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  • Corey Agnew

So You've Cleaned Your Tank, Great! But You're Not Done

Diesel fuel contamination continues to be an issue for managers whose operations depend on a well-functioning petroleum systems. It's not uncommon to hear "Well, I cleaned my tank last year, why am I having issues again?"


The fact is, today's diesel fuel is unstable and prone to contamination, so if you don’t have a fuel quality plan in place, you will have contaminated fuel and the whirlwind of problems that come with it.



A little background: As part of an air quality initiative in 2006, the EPA required the sulfur content of diesel fuel be lowered to 15 parts per million,resulting in Ultra-Low Sulfur Diesel. Sulfur is a natural biocide and lubricating agent. Removing the sulfur allowed microorganisms to grow in the fuel, consume it, and create a contaminated environment affecting the fuel itself as well as the tank system used to hold and dispense the diesel fuel. Microorganisms in diesel fuel will also create an acidic environment, including acid vapors, which causes corrosion.


What my clients experience most often due to diesel contamination is slow flow at dispensers with clogged filters, gumming of injection systems, generators not firing, and advanced corrosion of tank components. Unless you have high turnover of your tanks, you'll experience this at some point if you haven't already.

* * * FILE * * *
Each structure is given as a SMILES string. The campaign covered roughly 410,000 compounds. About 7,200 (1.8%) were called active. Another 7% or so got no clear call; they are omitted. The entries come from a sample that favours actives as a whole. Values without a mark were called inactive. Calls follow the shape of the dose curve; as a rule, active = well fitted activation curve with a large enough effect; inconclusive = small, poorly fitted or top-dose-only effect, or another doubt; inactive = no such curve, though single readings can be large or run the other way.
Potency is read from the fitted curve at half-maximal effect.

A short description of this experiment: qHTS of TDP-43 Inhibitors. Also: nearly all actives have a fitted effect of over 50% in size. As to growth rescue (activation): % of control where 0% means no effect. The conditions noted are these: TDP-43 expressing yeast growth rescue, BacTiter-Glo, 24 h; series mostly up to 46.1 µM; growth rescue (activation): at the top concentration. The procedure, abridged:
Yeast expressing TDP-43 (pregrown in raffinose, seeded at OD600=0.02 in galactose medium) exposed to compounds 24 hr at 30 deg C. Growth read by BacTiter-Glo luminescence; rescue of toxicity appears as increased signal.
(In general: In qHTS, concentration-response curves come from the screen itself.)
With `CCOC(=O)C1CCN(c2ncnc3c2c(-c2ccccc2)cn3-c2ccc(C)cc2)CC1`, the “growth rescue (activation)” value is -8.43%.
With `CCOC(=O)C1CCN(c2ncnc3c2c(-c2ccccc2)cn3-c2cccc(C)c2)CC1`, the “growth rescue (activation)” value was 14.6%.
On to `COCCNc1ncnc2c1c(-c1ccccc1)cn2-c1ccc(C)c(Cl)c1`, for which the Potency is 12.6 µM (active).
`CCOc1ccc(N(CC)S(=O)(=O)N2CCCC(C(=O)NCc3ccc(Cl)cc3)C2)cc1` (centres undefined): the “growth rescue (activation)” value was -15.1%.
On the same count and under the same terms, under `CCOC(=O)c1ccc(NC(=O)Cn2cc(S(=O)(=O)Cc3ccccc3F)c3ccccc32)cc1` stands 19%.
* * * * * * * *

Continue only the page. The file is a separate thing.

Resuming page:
So how do you ensure fuel quality for your operation? The simple answer is to have your fuel and tanks cleaned and chemically treated, then have an expert do continuous monitoring to maintain quality. Remove water when detected and filter particulate down to 5 microns.


Once your system is clean and clear of contamination, you need to chemically treat the new fuel you drop to prevent growth and preserve the quality. There are a variety of chemicals on the market that work well depending on the purpose of your use of diesel use. Again, consult with an expert about which is best to use.


The best way to manage fuel contamination is to establish a preventative maintenance plan. Do not be reactive, anticipate contamination. You can't always see what's going on in your tank but do not fall into the "out of sight, out of mind" trap. Otherwise you'll have costly repairs and limited lifespan of tank components.


To learn more about how FuelGuard can help you keep your operations up and running, call 904-349-2347.



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